61 results

  • Subject is exactly "World War I, impact of"

Addams tells Kellogg about meetings with Albert Winship and Ralph Chaplin about articles for the Survey on prisoner releases from Leavenworth.

Detzer criticizes MacNiver's statements in Boston that denigrate peace activists and promote the American Legion's bill.

Addams praises Kellogg's recent issue of the Survey Graphic and remarks on her vacation in Maine.

Maine's plans for Armistice and Disarmament Day on November 11, 1921.

A review of Peace and Bread in Time of War.

Swanwick drafts the resolutions to be presented to the Hague Women's Conference in December, seeking to revise treaties to insure international peace and cooperation.

The Society reports on the impact of the war on deep-sea fishing in Geestemunde.

A draft of a statement to be sent to the Genoa Economic and Finance Conference about how to avoid another world war and start European recovery.

Hobhouse tells Addams about conditions in Italy and her family's health problems.

Berg and colleagues ask Carlson to sway public opinion against Black French Colonial soldiers in Germany.

This document recounts the milk shortages in several Central European countries and emphasizes the importance of milk for children and the ill.

Hobhouse describes hunger as a result of the war in Leipzig, Germany, and asks Addams for relief funds for children there.

A reprint of three articles arguing that rather than erecting monuments, cities should build community centers as memorials to the war dead.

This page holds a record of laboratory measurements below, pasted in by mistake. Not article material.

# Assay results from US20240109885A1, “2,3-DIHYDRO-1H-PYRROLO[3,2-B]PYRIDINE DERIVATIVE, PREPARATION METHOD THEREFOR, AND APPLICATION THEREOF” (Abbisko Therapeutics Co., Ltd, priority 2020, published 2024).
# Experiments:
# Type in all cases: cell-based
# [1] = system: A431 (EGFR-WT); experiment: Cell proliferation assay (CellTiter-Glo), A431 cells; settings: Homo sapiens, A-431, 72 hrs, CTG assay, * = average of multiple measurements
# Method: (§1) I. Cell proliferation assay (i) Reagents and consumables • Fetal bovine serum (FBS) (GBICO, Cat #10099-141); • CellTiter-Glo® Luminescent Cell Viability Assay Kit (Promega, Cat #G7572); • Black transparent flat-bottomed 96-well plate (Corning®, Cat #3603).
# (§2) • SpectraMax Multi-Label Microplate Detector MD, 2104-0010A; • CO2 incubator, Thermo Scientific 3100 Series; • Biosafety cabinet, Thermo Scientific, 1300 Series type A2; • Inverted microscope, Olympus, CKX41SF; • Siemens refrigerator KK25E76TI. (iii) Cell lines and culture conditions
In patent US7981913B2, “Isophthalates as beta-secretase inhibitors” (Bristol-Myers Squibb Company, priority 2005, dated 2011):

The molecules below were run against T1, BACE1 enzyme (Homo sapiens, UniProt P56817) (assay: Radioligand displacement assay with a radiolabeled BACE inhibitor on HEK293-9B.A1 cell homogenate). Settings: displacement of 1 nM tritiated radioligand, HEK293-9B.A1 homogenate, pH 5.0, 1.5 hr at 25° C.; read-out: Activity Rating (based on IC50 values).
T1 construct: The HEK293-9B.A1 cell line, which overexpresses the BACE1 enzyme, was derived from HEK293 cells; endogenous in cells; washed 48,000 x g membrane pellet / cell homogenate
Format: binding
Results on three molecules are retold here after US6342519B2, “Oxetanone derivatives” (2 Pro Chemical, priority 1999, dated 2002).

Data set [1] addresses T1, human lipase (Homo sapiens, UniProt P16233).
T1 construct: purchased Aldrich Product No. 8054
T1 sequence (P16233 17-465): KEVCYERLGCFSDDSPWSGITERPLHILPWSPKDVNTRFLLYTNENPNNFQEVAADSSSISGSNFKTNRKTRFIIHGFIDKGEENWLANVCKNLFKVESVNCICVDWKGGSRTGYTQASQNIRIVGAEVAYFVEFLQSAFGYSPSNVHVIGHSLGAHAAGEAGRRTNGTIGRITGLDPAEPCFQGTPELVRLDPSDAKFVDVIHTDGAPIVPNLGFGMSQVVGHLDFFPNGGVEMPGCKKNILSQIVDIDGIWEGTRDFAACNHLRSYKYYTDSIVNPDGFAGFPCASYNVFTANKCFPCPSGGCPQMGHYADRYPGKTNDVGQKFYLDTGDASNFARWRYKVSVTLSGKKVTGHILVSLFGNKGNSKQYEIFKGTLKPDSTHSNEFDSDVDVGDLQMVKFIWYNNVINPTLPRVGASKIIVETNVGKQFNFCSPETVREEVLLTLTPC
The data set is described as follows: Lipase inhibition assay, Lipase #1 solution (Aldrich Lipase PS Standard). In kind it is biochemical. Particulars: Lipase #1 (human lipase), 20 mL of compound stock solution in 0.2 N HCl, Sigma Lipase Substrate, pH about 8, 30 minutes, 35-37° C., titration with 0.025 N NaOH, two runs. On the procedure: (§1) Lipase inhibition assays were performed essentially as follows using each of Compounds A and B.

Kellogg sends word to the Survey's National Council about how the Red Cross is using Paul Kellogg's Venice article.

Addams sends Linn a copy of a telegram with more information on the death of John Addams Linn in France.

Cole thanks Addams for letting him know that John Addams Linn was killed in World War I.

Dudley updates Addams on some of their friends and talks about democracy and Tolstoy.

Wheeler puts out a call for ideas about what will happen after World War I.

Addams critiques the prioritization of commerce over charity and describes the work of the United States Food Administration. Addams also describes her concern for food insecurity and the importance American farmers have in feeding the world. Addams gave the speech at the National Conference of Social Work on May 18, 1918.

An excerpt from Addams' Children's Day speech at the Free Synagogue at Carnegie Hall.

Jacobs and Manus propose to hold a meeting in Amsterdam of neutral branches of the International Committee of Women for Permanent Peace because travel is impossible for members of warring countries. .

Schwarzschild writes to newspaper editors proposing an office to help exchange messages between Americans and their relatives living in the Central Powers.

Addams sends Sihler an article on feeding starving children during the war.
Not Started


Taylor proposes financing World War I via an income tax on the wealthy so as not to weaken the nation's economy.